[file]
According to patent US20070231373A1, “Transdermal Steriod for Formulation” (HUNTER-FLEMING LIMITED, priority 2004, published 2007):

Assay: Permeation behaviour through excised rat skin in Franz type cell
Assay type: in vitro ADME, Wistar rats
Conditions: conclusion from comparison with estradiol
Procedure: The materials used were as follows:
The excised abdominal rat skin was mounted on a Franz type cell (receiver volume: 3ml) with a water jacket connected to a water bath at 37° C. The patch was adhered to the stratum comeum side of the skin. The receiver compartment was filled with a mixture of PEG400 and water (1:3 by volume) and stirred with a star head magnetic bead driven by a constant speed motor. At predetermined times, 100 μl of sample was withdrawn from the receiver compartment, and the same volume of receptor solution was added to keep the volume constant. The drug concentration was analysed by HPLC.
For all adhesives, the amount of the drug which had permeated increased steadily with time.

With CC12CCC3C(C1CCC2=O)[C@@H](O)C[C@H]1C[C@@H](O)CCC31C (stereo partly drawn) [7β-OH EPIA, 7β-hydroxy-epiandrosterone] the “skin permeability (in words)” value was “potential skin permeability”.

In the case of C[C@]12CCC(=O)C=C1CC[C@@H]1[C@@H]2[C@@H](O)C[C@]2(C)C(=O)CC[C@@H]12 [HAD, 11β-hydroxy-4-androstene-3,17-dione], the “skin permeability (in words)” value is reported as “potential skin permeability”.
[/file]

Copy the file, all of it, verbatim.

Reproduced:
According to patent US20070231373A1, “Transdermal Steriod for Formulation” (HUNTER-FLEMING LIMITED, priority 2004, published 2007):

Assay: Permeation behaviour through excised rat skin in Franz type cell
Assay type: in vitro ADME, Wistar rats
Conditions: conclusion from comparison with estradiol
Procedure: The materials used were as follows:
The excised abdominal rat skin was mounted on a Franz type cell (receiver volume: 3ml) with a water jacket connected to a water bath at 37° C. The patch was adhered to the stratum comeum side of the skin. The receiver compartment was filled with a mixture of PEG400 and water (1:3 by volume) and stirred with a star head magnetic bead driven by a constant speed motor. At predetermined times, 100 μl of sample was withdrawn from the receiver compartment, and the same volume of receptor solution was added to keep the volume constant. The drug concentration was analysed by HPLC.
For all adhesives, the amount of the drug which had permeated increased steadily with time.

With CC12CCC3C(C1CCC2=O)[C@@H](O)C[C@H]1C[C@@H](O)CCC31C (stereo partly drawn) [7β-OH EPIA, 7β-hydroxy-epiandrosterone] the “skin permeability (in words)” value was “potential skin permeability”.

In the case of C[C@]12CCC(=O)C=C1CC[C@@H]1[C@@H]2[C@@H](O)C[C@]2(C)C(=O)CC[C@@H]12 [HAD, 11β-hydroxy-4-androstene-3,17-dione], the “skin permeability (in words)” value is reported as “potential skin permeability”.